Chinese tech giants have entered the NFT space by using their own licensed blockchain.
But in order to do so in a compliant manner, they must localize their processes and remove the core cryptographic functionality of NFTs.
Chinese tech giants are already making moves in the non-fungible token (NFT) space, but in a localized way that removes the native features of cryptocurrencies.
Tencent announced that it has partnered with the Dunhuang Research Institute to digitize the iconic murals of the Mogao Caves, a UNESCO World Heritage site in China’s Gansu province.
The project is Tencent’s first step into the NFT market, where it hopes to use blockchain technology for philanthropic purposes to preserve and promote cultural heritage.
Tencent aims to issue 9,999 NFTs on its licensed blockchain Zxinchain, each of which digitizes a unique painting from the Mogao Caves. Starting Wednesday, users on Tencent’s WeChat messaging app can win the chance to earn an NFT by taking a short quiz about the site and can display digital cards as social status in the WeChat ecosystem.
For each one issued, Tencent’s charity will make a donation to the Dunhuang Research Institute. The company told us in an exclusive interview that donations totaled about 4 million yuan, or more than $500,000.
Fino Feng, who leads Tencent’s Dunhuang project, said about 380,000 people had participated in the competition and that all NFTs had been issued.
“We want to use blockchain technology to break through silos and make more people aware of cultural heritage preservation.NFTs can be that digital carrier of our traditional culture and bridge it with the people,” Feng said.
Mogao Caves NFTs
Tencent isn’t the only tech company riding the recent NFT craze.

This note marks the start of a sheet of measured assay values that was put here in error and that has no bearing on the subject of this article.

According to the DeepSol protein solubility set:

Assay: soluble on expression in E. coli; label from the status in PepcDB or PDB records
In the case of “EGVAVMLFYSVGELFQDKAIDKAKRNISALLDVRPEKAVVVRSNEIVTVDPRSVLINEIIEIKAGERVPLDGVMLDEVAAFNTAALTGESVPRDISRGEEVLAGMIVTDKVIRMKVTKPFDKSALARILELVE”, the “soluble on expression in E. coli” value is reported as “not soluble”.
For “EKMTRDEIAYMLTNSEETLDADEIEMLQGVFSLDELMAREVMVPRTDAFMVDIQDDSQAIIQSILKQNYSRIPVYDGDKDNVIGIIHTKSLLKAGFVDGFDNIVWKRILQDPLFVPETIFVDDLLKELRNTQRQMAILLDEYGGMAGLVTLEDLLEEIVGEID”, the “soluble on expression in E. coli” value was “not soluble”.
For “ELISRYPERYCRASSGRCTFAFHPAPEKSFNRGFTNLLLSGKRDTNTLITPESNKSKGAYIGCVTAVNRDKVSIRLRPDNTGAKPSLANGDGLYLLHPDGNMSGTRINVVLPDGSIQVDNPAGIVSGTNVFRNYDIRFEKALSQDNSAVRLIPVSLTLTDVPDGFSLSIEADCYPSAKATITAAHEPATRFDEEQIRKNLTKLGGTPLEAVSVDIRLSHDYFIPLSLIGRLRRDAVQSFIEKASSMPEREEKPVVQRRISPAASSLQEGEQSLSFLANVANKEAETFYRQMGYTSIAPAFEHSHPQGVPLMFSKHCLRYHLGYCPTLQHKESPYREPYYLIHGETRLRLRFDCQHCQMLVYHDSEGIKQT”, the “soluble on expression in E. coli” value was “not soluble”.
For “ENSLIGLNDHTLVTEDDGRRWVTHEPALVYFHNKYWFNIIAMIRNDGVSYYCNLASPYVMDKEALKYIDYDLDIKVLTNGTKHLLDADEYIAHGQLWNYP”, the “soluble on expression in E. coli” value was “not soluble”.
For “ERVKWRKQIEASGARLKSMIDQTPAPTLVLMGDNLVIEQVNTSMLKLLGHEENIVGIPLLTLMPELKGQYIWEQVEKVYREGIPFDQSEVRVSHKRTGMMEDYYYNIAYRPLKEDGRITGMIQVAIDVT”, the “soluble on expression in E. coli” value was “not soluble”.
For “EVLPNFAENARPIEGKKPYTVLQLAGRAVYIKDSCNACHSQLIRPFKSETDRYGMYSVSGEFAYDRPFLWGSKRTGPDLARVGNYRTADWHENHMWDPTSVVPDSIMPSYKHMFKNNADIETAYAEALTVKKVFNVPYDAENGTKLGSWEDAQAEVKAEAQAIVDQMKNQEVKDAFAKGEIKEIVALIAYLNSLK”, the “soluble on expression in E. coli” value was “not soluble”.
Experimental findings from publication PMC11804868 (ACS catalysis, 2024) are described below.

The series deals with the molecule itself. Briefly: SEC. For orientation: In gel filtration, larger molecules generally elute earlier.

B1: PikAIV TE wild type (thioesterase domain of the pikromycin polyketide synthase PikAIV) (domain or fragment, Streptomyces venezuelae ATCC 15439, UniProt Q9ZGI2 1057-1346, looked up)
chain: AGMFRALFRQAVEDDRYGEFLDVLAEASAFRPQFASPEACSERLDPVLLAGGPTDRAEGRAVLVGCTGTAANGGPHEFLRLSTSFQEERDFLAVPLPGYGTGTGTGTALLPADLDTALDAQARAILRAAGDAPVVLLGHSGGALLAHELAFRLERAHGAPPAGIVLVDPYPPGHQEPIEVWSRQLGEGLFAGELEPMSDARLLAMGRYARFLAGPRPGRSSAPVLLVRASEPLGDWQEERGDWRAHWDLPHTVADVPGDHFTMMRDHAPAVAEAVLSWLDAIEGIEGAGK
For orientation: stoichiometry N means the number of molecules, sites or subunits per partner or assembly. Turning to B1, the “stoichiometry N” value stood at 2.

Alibaba’s payments arm AliPay also tested the waters in June, selling NFTs of original artwork created by the Dunhuang Academy of Fine Arts through an Anthem license on AliPay’s mobile app.
But unlike the usual NFT offerings on public blockchains, Tencent has adapted to the local Chinese regulatory environment and largely removed the core cryptocurrency functionality.
Issuing NFTs on public networks such as Ether involves the use of Ether for whoever mines the NFTs and whoever wants to buy and sell them. As access to fiat currency for crypto assets in and out of China has become increasingly restricted over the past few years, Dunhuang Research Institute believes that launching the project on a public network would not be regulatively feasible.
In addition, Qin Qing, product director of Tencent Blockchain, told us that issuance is currently only happening on the primary market and users will not be able to trade NFTs like they usually do with digital art on Opensea.
However, Qin said they are open to the idea of a future – when China has clearer regulations on NFTs – opening up the system to allow third-party partners to create a marketplace where users can exchange NFTs.
“Since Tencent issues in the primary market, we can’t launch a secondary market ourselves,” Qin said.” But even with a secondary market, it will only deal with fiat …… and we obviously won’t encourage speculation and speculative activity.”
Qin added that another important difference between Tencent’s NFT compared to the cryptocurrency’s native NFT is that every WeChat user who draws a Dunkin NFT must authenticate with their real name to receive the digital card.
“This is very different from NFTs on the public blockchain, which can remain anonymous,” Qin said.
Similarly, Alibaba prohibits transactions in NFTs sold or auctioned through its Antchain.
Alibaba’s user terms and services page currently shows that NFT owners on Antchain can only give NFTs to recipients who are 14 years old or older, have completed real name verification within Alibaba, and are friends with the donor on Alibaba after 180 days of ownership.
However, it appears that Alibaba initially did not strictly enforce the 180-day time limit, and users found ways to flip NFTs created on Alibaba’s “Xiangyou” app (a marketplace for used goods) by the Dunhuang Art Institute in June.
Idlefish initially offered up to $1.5 million for one of the NFTs, worth more than $200,000. But Xiangyou quickly shut down such ads, and a search for “NFT” on Xiangyou now yields no results.